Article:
The UM (Unified Model), also often referred to as the UKMO, is a global model developed in the UK. This model runs every 12 hours, with its output running out to 3 days. Due to its resolution, the UKMET is the most reliable model for the United Kingdom. The global model is considered reliable, and is a base for some regional small-scale models (e.g. New Zealand).

Official website

Relative Humidity | UM
Relative Humidity | UM

 

CFS (Climate Forecast System)

Resolution 111km

The CFS is a global numerical model. It is produced by the US NOAA NCEP (National Centers for Environmental Prediction). The model is based on 11 years of weather observations. On each calendar date, the straight average value, determined from the available 11 values, is in general composed of the following components: the true climatological annual cycle, meteorological noise, climatological noise, model noise. The model forecast period is 9 months. It may have poor prediction value, but looks useful for long-term planning.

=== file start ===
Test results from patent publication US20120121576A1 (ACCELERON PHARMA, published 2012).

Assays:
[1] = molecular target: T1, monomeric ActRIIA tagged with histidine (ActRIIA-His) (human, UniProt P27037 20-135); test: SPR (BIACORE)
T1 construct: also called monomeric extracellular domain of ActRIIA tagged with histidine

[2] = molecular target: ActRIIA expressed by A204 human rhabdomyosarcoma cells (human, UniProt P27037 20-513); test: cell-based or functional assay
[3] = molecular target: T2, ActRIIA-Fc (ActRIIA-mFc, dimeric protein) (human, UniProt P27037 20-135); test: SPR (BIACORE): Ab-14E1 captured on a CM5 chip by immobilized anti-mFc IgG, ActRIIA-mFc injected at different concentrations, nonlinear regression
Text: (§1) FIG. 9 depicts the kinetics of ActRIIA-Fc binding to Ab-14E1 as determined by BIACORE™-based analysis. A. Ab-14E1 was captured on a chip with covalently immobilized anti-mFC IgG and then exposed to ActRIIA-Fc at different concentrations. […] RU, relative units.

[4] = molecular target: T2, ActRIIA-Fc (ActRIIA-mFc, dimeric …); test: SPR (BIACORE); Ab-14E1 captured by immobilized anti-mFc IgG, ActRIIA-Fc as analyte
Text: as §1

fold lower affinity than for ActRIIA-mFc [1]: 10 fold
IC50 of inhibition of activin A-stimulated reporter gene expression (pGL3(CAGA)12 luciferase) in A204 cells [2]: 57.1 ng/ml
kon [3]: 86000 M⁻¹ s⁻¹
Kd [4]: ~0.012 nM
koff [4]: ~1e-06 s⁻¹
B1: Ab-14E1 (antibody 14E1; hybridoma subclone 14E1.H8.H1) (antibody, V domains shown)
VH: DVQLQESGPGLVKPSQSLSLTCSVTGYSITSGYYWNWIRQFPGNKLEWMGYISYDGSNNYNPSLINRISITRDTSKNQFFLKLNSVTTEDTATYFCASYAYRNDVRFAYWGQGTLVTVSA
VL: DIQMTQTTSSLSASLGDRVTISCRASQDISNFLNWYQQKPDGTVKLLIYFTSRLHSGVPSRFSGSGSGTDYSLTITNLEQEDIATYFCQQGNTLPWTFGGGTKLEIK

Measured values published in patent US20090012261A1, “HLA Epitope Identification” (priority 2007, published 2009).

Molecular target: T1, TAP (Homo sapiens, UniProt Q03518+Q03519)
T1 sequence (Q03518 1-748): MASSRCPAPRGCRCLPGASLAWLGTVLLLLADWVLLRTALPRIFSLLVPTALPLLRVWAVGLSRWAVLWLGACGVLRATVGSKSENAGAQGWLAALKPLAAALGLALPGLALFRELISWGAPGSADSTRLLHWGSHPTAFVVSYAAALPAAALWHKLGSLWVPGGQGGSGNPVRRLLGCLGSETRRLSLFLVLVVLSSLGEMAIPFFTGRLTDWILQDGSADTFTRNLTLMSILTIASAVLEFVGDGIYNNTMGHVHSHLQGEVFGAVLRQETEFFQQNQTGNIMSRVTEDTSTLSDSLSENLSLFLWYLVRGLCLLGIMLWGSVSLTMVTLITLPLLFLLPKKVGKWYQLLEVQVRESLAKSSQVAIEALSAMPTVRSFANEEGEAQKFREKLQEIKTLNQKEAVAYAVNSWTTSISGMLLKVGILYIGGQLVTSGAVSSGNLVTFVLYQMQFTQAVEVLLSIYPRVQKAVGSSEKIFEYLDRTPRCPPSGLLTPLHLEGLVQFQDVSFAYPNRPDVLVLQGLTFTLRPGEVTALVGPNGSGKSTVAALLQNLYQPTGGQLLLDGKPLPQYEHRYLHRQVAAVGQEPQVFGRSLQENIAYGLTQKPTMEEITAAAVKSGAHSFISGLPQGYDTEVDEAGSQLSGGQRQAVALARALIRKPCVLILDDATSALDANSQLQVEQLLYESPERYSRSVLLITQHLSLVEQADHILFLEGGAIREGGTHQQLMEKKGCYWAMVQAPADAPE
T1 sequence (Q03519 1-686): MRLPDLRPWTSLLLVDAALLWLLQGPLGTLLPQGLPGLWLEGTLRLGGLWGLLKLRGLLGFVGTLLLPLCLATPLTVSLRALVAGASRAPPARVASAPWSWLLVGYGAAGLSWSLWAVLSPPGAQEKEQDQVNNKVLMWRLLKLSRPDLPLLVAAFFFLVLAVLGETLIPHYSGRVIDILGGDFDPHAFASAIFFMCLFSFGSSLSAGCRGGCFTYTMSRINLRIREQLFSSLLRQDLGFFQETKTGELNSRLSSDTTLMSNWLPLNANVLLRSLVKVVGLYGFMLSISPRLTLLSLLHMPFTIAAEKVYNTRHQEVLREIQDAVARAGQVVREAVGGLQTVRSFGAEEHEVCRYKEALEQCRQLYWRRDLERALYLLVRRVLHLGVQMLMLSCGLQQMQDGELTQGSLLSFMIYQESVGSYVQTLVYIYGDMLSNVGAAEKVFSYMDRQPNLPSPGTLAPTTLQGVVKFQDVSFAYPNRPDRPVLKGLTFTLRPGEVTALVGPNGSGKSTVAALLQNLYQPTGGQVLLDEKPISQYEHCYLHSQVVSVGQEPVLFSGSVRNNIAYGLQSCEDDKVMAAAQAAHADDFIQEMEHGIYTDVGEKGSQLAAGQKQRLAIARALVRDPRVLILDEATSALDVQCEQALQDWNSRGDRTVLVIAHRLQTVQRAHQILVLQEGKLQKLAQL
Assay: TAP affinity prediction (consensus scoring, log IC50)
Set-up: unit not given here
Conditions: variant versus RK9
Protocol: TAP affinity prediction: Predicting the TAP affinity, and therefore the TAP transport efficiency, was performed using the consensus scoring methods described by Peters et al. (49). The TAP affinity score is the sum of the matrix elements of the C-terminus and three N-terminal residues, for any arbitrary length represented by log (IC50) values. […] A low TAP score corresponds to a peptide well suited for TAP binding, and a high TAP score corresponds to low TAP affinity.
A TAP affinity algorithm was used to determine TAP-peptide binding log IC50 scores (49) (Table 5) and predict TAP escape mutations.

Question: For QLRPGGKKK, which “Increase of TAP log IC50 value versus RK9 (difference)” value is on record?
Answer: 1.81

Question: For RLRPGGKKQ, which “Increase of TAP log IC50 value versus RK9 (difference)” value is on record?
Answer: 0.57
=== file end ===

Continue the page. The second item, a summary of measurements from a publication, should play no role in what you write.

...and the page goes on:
Official website

Precipitation map | CFS
Precipitation map | CFS

 

Regional models 

WRF (Weather Research and Forecasting) 

Resolution – down to 500 m

The WRF was a result of a collaborative effort of several agencies and laboratories across the globe in the 1980s. It is a code base for further forecast model processing. It is applicable globally and can take local geography and topography into account. It has a wide range of different physical parameters, and demands vast resources to process. Many institutes use the WRF as a base to develop their own regional models.

Official website

Temperature valid | WRF
Temperature valid | WRF
WRF
WRF8 wind forecast on the map in Windy.app

 

ALADIN (Aire Limitée Adaptation dynamique Développement InterNational)

Resolution – various